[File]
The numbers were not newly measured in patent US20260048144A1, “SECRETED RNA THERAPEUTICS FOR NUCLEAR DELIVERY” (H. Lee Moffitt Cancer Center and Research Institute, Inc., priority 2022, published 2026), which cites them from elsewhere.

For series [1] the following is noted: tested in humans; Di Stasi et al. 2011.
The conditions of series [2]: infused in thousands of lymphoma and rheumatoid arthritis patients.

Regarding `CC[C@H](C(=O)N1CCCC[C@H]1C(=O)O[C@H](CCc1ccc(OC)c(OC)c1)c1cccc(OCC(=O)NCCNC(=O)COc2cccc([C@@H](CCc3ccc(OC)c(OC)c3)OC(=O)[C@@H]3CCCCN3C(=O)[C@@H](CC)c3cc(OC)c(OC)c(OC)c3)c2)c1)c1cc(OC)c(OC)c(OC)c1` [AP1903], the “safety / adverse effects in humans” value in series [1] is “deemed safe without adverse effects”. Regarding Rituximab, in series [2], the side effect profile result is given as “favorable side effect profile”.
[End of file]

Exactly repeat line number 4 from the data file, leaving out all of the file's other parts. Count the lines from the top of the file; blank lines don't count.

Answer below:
Regarding `CC[C@H](C(=O)N1CCCC[C@H]1C(=O)O[C@H](CCc1ccc(OC)c(OC)c1)c1cccc(OCC(=O)NCCNC(=O)COc2cccc([C@@H](CCc3ccc(OC)c(OC)c3)OC(=O)[C@@H]3CCCCN3C(=O)[C@@H](CC)c3cc(OC)c(OC)c(OC)c3)c2)c1)c1cc(OC)c(OC)c(OC)c1` [AP1903], the “safety / adverse effects in humans” value in series [1] is “deemed safe without adverse effects”. Regarding Rituximab, in series [2], the side effect profile result is given as “favorable side effect profile”.